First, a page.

Photographic Exploration of Straw Building in Japan
The following is a photographic exploration of some of the straw bale buildings found in Japan. The buildings are divided into four groups. The first group includes buildings consisting of straw bales surrounding a timber structure with a plastered exterior finish applied directly to the bales. The second group includes buildings with plastered interior and exterior finishes applied directly to the bale walls. The third group consists of buildings utilizing rain-screens. Lastly, the fourth group consists of buildings utilizing straw bales as interior elements. Since the use of straw bales in group four is sometimes more decorative than functional, these buildings are not straw bale buildings in a strict sense. Within each group, there are differences between buildings in regards to other construction details.
Buildings Consisting of Straw Bales Surrounding a Timber Structure with a Plastered Exterior Finish Applied Directly to the Bale Walls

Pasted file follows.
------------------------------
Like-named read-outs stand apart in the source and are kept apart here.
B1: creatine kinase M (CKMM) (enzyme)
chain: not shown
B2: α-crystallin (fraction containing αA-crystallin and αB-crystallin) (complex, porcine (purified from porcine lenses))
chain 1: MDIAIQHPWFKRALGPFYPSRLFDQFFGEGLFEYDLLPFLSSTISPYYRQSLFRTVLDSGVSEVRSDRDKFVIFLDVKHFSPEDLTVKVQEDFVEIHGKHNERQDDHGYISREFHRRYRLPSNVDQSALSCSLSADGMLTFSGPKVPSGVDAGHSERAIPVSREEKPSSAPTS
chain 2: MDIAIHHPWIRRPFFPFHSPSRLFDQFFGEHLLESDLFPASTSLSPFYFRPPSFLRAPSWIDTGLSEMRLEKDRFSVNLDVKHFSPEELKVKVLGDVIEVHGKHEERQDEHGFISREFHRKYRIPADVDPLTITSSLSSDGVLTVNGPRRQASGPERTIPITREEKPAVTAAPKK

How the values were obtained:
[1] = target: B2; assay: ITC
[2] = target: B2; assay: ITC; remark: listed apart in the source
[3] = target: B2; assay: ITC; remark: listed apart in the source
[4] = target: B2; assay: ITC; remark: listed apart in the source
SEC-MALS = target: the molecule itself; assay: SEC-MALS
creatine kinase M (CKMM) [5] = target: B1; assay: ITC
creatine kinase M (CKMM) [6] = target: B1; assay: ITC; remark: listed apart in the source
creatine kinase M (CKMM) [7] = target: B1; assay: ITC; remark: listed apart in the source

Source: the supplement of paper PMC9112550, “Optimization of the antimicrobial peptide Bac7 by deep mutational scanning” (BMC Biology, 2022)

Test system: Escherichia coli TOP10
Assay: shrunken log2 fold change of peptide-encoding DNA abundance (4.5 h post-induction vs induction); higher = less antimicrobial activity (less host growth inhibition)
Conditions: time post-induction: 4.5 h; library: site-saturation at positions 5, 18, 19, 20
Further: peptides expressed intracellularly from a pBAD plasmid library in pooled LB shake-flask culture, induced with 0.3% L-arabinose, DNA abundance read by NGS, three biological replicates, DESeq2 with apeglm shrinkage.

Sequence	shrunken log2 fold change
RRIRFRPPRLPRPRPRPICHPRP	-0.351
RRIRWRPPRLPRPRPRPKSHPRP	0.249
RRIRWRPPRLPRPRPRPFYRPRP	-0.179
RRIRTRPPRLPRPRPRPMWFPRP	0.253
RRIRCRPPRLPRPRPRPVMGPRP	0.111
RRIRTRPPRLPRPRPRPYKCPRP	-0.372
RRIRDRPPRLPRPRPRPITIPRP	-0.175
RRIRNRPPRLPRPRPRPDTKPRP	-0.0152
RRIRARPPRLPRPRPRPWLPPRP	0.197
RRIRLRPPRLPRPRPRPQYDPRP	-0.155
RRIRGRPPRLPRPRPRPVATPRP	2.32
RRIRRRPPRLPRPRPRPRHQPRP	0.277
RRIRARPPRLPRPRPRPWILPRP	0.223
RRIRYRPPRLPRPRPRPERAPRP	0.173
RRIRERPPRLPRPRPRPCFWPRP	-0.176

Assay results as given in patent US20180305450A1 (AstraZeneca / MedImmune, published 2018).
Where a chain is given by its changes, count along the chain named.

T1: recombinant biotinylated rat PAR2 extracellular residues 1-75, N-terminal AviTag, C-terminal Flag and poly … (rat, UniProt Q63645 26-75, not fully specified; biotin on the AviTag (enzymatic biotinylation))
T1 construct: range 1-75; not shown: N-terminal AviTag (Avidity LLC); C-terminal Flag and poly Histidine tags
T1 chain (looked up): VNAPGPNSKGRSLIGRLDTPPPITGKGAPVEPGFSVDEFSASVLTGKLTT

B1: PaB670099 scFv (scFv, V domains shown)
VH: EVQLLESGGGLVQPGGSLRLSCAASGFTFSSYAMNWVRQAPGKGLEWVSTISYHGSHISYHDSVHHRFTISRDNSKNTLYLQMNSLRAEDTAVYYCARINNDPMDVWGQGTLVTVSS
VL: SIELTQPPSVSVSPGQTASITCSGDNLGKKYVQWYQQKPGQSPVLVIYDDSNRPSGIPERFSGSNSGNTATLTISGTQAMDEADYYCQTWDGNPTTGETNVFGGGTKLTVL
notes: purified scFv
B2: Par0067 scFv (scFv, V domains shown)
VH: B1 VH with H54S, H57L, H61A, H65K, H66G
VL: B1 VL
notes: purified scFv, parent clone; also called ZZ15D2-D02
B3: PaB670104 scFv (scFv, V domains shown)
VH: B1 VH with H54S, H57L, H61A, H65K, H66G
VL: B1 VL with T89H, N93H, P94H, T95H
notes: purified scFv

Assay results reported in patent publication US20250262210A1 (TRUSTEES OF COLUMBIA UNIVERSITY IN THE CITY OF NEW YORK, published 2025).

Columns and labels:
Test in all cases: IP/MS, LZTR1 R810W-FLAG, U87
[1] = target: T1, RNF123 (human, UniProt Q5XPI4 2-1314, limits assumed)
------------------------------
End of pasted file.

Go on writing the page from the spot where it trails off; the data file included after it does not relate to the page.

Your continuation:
Jinya, a home located in Nantan City, Kyoto-Prefecture, was designed by Goichi Oiwa of Slow Design Research Group and the bale walls were built by Takao Kobayashi, a master plasterer. Construction began in April 2004 and was completed in October 2004. The exterior is finished with earthen plaster, while the interior is finished with earthen plaster on a bamboo lattice or wood.
Furyu was designed by Goichi Oiwa and built by Ishii Construction Company and now serves as a café and gallery. Takao Kobayashi led construction of the straw bale walls. Furyu consists of straw bales surrounding a conventional timber frame. The exterior of the bale wall is finished with earthen plaster and the interior is finished with wood siding or earthen plaster on a lattice of split bamboo. Construction began in the spring of 2008 and was completed in the fall of the same year.
Okinamamenoki, located in Ajimumachi, Oita Prefecture, is a private residence built by the homeowner. It consists of straw bales surrounding a timber frame with an exterior finish of earthen-lime plaster and drywall on the interior. This home is special for a number of reasons: (One) the cost of materials came to roughly \3,400,000JPY (approximately $34,000USD). All of the lumber used was second grade and of reduced market value in Japan. (Two) a smaller straw bale structure/tower is located within the open span of the larger home. And (three) the interior drywall is left unfinished, but painted with waves of fermented persimmon extract.